And while emissions will surely decline this year, they might rebound strongly in future years, as China and other countries relax environmental regulations on fossil fuels to boost economic recovery. In the meantime, investment in clean technologies is likely to take a significant hit. Degrowth, it turns out, impacts the sectors and technologies we like as well as those we don’t.
But perhaps we might voluntarily consider maintaining some of the shifts in our lifestyles forced upon us by the quarantine? Doesn’t this moment teach us that we can take fewer flights, telecommute, eat out less, and otherwise reduce our consumption and environmental impact? We hesitate to draw too strong a conclusion here. People like traveling, for work and for pleasure, even when they know how carbon-intensive it is. People like eating out at restaurants, even if it is more expensive and tends to waste more food than eating at home. This moment might make us realize how precious, not frivolous, those experiences are.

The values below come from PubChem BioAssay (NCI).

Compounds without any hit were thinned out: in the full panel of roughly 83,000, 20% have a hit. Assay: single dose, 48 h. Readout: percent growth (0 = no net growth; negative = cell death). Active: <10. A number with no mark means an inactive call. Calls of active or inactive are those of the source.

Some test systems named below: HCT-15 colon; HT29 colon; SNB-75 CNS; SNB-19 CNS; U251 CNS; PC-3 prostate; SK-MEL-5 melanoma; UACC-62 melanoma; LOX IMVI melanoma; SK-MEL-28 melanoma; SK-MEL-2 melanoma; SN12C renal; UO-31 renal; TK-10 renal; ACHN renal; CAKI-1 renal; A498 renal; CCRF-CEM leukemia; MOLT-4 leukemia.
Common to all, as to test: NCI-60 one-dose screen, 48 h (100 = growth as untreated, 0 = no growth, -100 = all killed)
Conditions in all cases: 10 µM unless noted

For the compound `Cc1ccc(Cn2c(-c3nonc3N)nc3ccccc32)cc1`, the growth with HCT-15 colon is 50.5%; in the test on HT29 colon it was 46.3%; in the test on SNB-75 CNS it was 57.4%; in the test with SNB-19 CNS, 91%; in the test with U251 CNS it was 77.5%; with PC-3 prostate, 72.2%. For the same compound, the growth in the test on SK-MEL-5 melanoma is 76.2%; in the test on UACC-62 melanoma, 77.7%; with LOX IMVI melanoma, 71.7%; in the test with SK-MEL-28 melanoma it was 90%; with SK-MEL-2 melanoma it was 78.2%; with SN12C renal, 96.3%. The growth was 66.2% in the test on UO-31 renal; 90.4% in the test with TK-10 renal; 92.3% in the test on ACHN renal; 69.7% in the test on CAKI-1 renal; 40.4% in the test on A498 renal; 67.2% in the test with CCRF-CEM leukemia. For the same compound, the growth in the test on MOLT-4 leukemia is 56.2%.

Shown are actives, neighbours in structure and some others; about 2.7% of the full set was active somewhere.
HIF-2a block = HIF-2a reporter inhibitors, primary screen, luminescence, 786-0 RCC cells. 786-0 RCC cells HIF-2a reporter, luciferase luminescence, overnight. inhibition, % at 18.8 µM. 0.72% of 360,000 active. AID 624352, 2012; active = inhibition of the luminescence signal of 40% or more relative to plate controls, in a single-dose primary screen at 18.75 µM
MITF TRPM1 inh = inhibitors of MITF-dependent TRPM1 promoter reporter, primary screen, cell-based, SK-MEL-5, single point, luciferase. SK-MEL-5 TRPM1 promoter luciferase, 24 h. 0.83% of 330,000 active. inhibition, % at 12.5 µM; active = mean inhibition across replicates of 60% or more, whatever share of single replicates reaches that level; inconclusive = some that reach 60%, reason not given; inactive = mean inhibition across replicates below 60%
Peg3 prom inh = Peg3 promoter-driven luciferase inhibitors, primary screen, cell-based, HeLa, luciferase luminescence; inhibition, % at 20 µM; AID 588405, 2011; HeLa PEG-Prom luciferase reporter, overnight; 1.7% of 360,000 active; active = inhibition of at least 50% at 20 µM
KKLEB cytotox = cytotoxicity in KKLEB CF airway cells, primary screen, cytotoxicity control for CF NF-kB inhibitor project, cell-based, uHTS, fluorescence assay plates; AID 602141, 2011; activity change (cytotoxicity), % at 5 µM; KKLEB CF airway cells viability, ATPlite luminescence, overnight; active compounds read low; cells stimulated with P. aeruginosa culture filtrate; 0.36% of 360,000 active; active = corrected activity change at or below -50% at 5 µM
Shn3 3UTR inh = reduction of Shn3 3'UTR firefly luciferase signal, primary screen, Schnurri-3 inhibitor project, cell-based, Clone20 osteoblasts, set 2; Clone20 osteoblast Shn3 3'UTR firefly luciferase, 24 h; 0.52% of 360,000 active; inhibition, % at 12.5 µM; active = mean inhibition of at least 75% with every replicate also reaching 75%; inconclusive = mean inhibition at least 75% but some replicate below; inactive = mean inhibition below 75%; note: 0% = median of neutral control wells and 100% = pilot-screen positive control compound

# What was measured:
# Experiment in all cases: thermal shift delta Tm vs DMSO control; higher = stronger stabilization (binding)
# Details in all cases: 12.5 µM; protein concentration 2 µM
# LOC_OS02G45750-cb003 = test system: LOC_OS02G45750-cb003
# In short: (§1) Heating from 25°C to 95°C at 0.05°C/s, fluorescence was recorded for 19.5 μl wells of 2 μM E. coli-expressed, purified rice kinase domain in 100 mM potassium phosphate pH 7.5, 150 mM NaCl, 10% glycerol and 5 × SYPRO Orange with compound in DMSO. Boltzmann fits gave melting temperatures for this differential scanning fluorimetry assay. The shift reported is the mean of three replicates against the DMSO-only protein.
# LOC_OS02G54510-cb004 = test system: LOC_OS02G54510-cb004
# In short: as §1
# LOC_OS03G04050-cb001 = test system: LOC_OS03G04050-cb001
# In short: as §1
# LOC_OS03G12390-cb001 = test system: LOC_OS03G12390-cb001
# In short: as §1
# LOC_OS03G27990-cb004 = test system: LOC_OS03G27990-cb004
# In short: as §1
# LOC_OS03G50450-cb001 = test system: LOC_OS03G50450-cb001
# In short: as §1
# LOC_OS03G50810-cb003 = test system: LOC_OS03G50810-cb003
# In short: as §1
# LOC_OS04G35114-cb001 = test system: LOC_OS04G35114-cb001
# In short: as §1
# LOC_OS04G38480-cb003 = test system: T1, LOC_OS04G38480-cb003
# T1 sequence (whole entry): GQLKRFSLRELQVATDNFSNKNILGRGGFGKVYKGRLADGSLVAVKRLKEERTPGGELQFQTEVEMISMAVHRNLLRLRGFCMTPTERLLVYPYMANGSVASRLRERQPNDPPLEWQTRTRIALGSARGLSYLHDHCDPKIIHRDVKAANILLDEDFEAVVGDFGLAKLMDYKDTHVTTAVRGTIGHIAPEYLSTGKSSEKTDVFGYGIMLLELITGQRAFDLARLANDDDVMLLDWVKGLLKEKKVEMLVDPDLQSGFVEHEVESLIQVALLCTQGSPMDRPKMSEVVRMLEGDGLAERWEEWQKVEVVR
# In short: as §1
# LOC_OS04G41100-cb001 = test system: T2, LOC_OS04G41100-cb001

Besides that, the absolute environmental impact of these lifestyle shifts is questionable. Take flying. For those of us privileged to write about climate change for a living, air travel likely accounts for much of our personal carbon footprint. But less than 20% of the planet has ever stepped foot on an airplane. COVID-19 is unlikely to change projections of tens of millions of new fliers in the coming decades, as consumers in China, India, Nigeria, Indonesia, Bangladesh, and elsewhere take to the skies for the first time. And to be crystal clear, these first journeys by air will open up once-unattainable personal, economic, and educational opportunities for countless lives and are milestones to be celebrated, not dreaded. Ultimately, what matters is not how many people are consuming a product or service but how carbon-intensive the underlying technologies are.